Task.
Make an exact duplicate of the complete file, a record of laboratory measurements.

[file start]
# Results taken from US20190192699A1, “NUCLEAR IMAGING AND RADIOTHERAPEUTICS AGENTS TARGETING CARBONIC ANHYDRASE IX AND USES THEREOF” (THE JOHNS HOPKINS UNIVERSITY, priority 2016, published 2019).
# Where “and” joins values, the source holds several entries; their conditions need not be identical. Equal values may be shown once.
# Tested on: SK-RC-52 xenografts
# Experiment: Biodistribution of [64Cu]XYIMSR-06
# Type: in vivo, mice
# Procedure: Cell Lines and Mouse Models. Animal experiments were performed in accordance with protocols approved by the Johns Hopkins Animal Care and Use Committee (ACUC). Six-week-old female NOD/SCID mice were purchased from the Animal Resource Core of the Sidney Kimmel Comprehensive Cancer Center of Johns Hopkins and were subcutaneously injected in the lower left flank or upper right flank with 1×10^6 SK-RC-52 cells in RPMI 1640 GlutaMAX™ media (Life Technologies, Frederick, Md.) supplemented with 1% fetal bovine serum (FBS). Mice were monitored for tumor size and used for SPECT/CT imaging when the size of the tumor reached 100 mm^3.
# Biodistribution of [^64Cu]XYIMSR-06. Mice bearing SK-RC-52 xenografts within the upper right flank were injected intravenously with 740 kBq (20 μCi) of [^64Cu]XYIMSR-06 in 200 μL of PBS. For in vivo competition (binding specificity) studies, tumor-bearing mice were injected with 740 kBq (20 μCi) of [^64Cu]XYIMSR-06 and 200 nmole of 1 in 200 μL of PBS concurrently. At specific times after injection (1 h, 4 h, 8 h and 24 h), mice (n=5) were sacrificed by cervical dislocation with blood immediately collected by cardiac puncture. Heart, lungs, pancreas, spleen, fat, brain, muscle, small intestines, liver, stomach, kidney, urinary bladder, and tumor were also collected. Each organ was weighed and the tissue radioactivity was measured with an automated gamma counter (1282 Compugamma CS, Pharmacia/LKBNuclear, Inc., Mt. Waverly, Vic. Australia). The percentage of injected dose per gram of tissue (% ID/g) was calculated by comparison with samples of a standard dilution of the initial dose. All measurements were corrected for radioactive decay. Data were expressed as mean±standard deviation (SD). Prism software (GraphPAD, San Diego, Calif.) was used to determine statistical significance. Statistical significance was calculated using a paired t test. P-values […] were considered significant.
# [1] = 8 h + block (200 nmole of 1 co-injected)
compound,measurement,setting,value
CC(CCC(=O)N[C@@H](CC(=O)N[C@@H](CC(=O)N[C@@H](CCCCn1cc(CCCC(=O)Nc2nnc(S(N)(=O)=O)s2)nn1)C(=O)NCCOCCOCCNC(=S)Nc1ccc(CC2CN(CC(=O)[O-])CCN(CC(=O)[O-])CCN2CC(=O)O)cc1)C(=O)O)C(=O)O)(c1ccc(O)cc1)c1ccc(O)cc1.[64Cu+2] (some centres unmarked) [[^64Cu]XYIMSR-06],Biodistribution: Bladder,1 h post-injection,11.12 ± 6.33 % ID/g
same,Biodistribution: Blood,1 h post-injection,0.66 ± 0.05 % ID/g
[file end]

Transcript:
# Results taken from US20190192699A1, “NUCLEAR IMAGING AND RADIOTHERAPEUTICS AGENTS TARGETING CARBONIC ANHYDRASE IX AND USES THEREOF” (THE JOHNS HOPKINS UNIVERSITY, priority 2016, published 2019).
# Where “and” joins values, the source holds several entries; their conditions need not be identical. Equal values may be shown once.
# Tested on: SK-RC-52 xenografts
# Experiment: Biodistribution of [64Cu]XYIMSR-06
# Type: in vivo, mice
# Procedure: Cell Lines and Mouse Models. Animal experiments were performed in accordance with protocols approved by the Johns Hopkins Animal Care and Use Committee (ACUC). Six-week-old female NOD/SCID mice were purchased from the Animal Resource Core of the Sidney Kimmel Comprehensive Cancer Center of Johns Hopkins and were subcutaneously injected in the lower left flank or upper right flank with 1×10^6 SK-RC-52 cells in RPMI 1640 GlutaMAX™ media (Life Technologies, Frederick, Md.) supplemented with 1% fetal bovine serum (FBS). Mice were monitored for tumor size and used for SPECT/CT imaging when the size of the tumor reached 100 mm^3.
# Biodistribution of [^64Cu]XYIMSR-06. Mice bearing SK-RC-52 xenografts within the upper right flank were injected intravenously with 740 kBq (20 μCi) of [^64Cu]XYIMSR-06 in 200 μL of PBS. For in vivo competition (binding specificity) studies, tumor-bearing mice were injected with 740 kBq (20 μCi) of [^64Cu]XYIMSR-06 and 200 nmole of 1 in 200 μL of PBS concurrently. At specific times after injection (1 h, 4 h, 8 h and 24 h), mice (n=5) were sacrificed by cervical dislocation with blood immediately collected by cardiac puncture. Heart, lungs, pancreas, spleen, fat, brain, muscle, small intestines, liver, stomach, kidney, urinary bladder, and tumor were also collected. Each organ was weighed and the tissue radioactivity was measured with an automated gamma counter (1282 Compugamma CS, Pharmacia/LKBNuclear, Inc., Mt. Waverly, Vic. Australia). The percentage of injected dose per gram of tissue (% ID/g) was calculated by comparison with samples of a standard dilution of the initial dose. All measurements were corrected for radioactive decay. Data were expressed as mean±standard deviation (SD). Prism software (GraphPAD, San Diego, Calif.) was used to determine statistical significance. Statistical significance was calculated using a paired t test. P-values […] were considered significant.
# [1] = 8 h + block (200 nmole of 1 co-injected)
compound,measurement,setting,value
CC(CCC(=O)N[C@@H](CC(=O)N[C@@H](CC(=O)N[C@@H](CCCCn1cc(CCCC(=O)Nc2nnc(S(N)(=O)=O)s2)nn1)C(=O)NCCOCCOCCNC(=S)Nc1ccc(CC2CN(CC(=O)[O-])CCN(CC(=O)[O-])CCN2CC(=O)O)cc1)C(=O)O)C(=O)O)(c1ccc(O)cc1)c1ccc(O)cc1.[64Cu+2] (some centres unmarked) [[^64Cu]XYIMSR-06],Biodistribution: Bladder,1 h post-injection,11.12 ± 6.33 % ID/g
same,Biodistribution: Blood,1 h post-injection,0.66 ± 0.05 % ID/g